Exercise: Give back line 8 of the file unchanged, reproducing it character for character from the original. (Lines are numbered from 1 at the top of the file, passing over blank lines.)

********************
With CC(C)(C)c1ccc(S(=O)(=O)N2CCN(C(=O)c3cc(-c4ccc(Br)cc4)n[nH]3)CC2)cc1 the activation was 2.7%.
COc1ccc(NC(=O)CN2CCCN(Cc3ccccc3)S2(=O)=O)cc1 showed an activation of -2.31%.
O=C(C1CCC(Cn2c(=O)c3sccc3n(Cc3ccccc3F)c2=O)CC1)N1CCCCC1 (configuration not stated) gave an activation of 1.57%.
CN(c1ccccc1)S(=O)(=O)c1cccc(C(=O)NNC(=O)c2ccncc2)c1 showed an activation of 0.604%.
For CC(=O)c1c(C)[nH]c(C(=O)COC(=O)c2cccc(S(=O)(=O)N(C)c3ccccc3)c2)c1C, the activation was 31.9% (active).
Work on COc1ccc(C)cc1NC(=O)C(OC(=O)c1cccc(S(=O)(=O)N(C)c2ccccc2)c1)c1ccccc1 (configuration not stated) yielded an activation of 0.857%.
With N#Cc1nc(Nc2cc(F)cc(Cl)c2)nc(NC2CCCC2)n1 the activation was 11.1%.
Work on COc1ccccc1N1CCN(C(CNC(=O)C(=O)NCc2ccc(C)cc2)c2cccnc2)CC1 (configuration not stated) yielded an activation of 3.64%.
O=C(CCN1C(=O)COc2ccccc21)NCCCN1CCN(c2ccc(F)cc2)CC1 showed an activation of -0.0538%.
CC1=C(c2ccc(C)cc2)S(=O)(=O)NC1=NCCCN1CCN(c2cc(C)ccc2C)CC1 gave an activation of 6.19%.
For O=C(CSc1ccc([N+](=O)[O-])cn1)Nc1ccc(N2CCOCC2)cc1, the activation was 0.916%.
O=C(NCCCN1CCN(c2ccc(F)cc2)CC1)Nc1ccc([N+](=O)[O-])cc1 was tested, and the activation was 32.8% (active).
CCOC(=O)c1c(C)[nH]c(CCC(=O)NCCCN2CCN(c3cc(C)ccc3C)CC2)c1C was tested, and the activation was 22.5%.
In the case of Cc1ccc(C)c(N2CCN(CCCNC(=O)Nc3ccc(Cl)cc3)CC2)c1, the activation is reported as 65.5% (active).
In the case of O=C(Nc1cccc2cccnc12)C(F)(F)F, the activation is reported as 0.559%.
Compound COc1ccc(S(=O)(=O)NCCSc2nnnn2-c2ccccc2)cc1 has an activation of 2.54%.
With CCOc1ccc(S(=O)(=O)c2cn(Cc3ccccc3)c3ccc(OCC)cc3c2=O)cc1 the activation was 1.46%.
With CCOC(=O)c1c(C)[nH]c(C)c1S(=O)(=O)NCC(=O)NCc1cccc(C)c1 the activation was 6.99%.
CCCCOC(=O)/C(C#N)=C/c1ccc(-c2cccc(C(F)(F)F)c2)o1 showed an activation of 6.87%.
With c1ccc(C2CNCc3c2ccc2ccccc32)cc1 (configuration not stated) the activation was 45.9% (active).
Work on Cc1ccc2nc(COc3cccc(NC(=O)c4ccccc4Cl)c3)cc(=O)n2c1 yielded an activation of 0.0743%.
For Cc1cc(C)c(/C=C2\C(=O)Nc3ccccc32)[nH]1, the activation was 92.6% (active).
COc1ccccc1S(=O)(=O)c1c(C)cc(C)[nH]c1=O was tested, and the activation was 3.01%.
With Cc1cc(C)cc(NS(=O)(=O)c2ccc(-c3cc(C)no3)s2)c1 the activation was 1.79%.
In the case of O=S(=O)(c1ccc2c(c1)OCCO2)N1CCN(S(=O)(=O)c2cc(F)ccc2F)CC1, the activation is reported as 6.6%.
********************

Work on COc1ccccc1N1CCN(C(CNC(=O)C(=O)NCc2ccc(C)cc2)c2cccnc2)CC1 (configuration not stated) yielded an activation of 3.64%.